Employees Want Better Health-Care Coverage
Health-care benefits may be optional for smaller employers but are no less important for employee retention. The Patient Protection and Affordable Care Act requires all employers with 50 or more full-time or equivalent employees to provide adequate health coverage. However, even employers that are not mandated by law to offer health-care coverage should consider adding health and wellness benefits to their benefits package to attract and retain top talent.
According to a CITE Research survey, approximately 58 percent of organizations have improved health-care coverage. In addition, about 36 percent of HR decision makers have reported that employees are asking for better health coverage.
Employers who offer health insurance can also benefit in other ways, such as through tax advantages. By offering employees benefits that increase their compensation package, employers can get an income tax deduction for the contribution, meaning any out-of-pocket costs are less than the value of the benefit to the employee.
Employees Are Financially Stressed
Having access to financial benefits is more important than ever before when it comes to attracting and retaining employees. High levels of inflation and a looming recession are forcing many businesses to rethink their benefit offerings as employees voice that they are financially stressed and looking for benefits to help.
According to the CITE Research survey, 62 percent of HR leaders reported that their workers’ financial-related stress levels have increased within the past year. In addition, 80 percent of HR professionals believe that offering employees competitive benefits like 401(k) retirement matching is more important for attracting and retaining workers than it was just one year ago. The survey also found that 36 percent of HR decision makers have reported that employees have asked for increased financial benefits.
Employees Are Routinely Asking for More Benefits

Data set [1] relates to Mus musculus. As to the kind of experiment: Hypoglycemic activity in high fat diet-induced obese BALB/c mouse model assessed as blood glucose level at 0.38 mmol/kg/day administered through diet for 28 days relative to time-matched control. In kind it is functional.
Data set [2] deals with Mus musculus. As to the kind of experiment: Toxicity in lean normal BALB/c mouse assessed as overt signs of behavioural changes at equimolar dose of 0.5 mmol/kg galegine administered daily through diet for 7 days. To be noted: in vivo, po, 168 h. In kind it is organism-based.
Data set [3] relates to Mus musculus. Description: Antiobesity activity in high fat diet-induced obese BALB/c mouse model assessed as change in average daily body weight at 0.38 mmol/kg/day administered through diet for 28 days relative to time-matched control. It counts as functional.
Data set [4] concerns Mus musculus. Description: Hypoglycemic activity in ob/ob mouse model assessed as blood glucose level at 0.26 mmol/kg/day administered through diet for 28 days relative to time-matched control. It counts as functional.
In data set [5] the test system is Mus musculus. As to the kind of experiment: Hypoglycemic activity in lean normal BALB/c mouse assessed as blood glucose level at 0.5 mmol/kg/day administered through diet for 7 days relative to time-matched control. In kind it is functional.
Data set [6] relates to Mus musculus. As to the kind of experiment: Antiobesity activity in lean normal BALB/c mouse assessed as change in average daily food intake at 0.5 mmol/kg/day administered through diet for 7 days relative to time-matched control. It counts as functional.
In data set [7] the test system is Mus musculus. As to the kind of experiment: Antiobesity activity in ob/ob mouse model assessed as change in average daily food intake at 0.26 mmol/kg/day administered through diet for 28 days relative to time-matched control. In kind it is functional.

Since the start of the pandemic, the demand for bigger and better employee benefits has steadily increased. More employees throughout the country are routinely asking for benefits to help them achieve financial stability and provide better care for their families. Results from the CITE Research survey showed that 94 percent of employers say that parental leave benefits are some of the most important benefits to attracting and retaining workers.
2022 was also a major year for new policies that impact women and the LGBTQIA+ community. The survey revealed that 66 percent of respondents support coverage for hormone replacement therapy, a benefit important to the modern workforce.
In addition, 60 percent stated that funding and leave for abortion are critical for employees. Finally, 58 percent say they support travel benefits for medical purposes if a particular procedure is not available in the employee’s state.
Partner With New City Insurance and Structure Employee Benefits to Meet Employee Needs
While the Great Resignation has made waves for businesses across America, many believe that this economic trend has changed companies for the better. Many employers are taking the necessary steps to adapt to workers’ needs by addressing employee mental and financial health, wellness, and by offering remote work opportunities, among other things.
It can be difficult for businesses to take the initial steps to alter their benefits plans and invest in new benefits. To maximize employee benefits cost savings while meeting employee needs, work with a results-driven benefits consultant at New City.
We build custom plans that enable employees to keep their networks and achieve greater overall satisfaction in the workplace. To get started, contact New City Insurance at 888.210.2765 or request a consultation online today.